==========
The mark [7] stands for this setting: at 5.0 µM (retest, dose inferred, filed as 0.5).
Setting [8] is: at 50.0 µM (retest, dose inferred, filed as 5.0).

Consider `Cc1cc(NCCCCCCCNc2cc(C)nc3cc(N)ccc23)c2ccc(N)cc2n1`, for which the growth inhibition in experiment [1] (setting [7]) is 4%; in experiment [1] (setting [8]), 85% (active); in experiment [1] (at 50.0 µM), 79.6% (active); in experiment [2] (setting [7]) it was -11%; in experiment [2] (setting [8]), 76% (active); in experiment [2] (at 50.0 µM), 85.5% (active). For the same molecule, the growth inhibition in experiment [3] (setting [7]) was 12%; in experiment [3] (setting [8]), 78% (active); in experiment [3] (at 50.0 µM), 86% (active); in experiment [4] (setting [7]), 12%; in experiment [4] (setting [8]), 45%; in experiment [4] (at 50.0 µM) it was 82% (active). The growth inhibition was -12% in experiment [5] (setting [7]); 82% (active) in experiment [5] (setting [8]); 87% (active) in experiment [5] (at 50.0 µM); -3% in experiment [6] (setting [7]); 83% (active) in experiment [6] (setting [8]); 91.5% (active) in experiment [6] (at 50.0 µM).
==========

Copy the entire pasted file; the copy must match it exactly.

The mark [7] stands for this setting: at 5.0 µM (retest, dose inferred, filed as 0.5).
Setting [8] is: at 50.0 µM (retest, dose inferred, filed as 5.0).

Consider `Cc1cc(NCCCCCCCNc2cc(C)nc3cc(N)ccc23)c2ccc(N)cc2n1`, for which the growth inhibition in experiment [1] (setting [7]) is 4%; in experiment [1] (setting [8]), 85% (active); in experiment [1] (at 50.0 µM), 79.6% (active); in experiment [2] (setting [7]) it was -11%; in experiment [2] (setting [8]), 76% (active); in experiment [2] (at 50.0 µM), 85.5% (active). For the same molecule, the growth inhibition in experiment [3] (setting [7]) was 12%; in experiment [3] (setting [8]), 78% (active); in experiment [3] (at 50.0 µM), 86% (active); in experiment [4] (setting [7]), 12%; in experiment [4] (setting [8]), 45%; in experiment [4] (at 50.0 µM) it was 82% (active). The growth inhibition was -12% in experiment [5] (setting [7]); 82% (active) in experiment [5] (setting [8]); 87% (active) in experiment [5] (at 50.0 µM); -3% in experiment [6] (setting [7]); 83% (active) in experiment [6] (setting [8]); 91.5% (active) in experiment [6] (at 50.0 µM).